2011: EFCC, CCB Vow to Stop Corrupt Politicians

“The Economic and Financial Crimes Commission (EFCC) and Code of Conduct Bureau (CCB) have vowed to stop politicians currently being investigated or prosecuted for corruption from contesting the 2011 general elections. 

The Chairman of the EFCC, Mrs. Farida Waziri and her CCB counterpart, Mr. Sam Saba, said this when board members of the bureau visited the commission’s headquarters in Abuja, on Thursday”. PUNCH: By Akin Oyedele, Ibadan Friday, 27 Aug 2010

The Niger Delta International Initiative (NDII) is very happy with this recent development on fight against corruption in our nation.  If these agencies really mean what they are saying, then, this is the beginning of poverty reduction for the masses and job creation for millions of jobless Nigerians.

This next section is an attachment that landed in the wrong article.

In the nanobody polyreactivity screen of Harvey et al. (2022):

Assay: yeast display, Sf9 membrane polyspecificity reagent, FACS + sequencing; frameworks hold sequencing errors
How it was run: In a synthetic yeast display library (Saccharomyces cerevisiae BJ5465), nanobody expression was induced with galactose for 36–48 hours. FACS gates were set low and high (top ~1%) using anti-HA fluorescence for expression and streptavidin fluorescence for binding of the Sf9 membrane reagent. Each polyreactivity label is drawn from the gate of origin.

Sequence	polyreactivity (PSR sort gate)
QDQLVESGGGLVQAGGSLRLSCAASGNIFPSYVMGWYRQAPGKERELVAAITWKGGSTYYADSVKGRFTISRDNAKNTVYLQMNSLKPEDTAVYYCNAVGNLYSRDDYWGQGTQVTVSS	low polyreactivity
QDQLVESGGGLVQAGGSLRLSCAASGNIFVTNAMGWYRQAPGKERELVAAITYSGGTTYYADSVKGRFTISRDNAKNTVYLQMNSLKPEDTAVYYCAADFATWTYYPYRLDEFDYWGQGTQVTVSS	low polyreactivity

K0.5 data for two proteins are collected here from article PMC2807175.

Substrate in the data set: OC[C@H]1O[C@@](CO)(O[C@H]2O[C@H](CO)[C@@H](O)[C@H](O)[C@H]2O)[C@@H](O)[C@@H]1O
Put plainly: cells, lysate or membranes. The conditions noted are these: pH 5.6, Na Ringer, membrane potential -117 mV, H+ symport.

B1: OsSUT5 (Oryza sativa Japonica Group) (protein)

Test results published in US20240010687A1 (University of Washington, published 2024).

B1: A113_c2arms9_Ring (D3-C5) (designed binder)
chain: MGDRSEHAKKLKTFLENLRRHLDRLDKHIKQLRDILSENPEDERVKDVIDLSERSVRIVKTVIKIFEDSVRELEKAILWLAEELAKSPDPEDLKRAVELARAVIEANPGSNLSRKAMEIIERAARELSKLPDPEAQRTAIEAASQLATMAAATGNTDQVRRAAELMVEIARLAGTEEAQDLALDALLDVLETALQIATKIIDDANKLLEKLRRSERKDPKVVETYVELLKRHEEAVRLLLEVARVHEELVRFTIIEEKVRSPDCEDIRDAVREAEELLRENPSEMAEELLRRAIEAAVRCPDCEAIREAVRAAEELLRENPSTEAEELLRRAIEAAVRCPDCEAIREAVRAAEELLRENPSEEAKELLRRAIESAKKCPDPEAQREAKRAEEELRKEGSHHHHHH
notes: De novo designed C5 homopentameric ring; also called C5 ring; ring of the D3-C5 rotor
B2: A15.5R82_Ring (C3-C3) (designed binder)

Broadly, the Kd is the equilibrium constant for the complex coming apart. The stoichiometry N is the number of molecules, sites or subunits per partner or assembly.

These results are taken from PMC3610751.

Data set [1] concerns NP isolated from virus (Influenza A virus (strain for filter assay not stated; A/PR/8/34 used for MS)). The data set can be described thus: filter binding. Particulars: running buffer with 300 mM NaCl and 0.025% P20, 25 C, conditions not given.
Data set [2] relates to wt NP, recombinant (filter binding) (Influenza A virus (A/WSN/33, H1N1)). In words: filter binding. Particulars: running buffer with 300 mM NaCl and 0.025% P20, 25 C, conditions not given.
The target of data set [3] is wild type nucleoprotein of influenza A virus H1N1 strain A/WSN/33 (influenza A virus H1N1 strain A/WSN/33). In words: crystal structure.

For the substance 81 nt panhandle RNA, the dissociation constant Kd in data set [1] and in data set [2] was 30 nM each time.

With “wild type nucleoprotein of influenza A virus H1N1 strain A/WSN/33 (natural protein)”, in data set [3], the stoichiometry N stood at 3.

EFCC is noted for hot words and non-performance, this agency is looked upon as toothless bulldog that can only bark but can’t bite, and the agency’s threats are always viewed as mere ranting.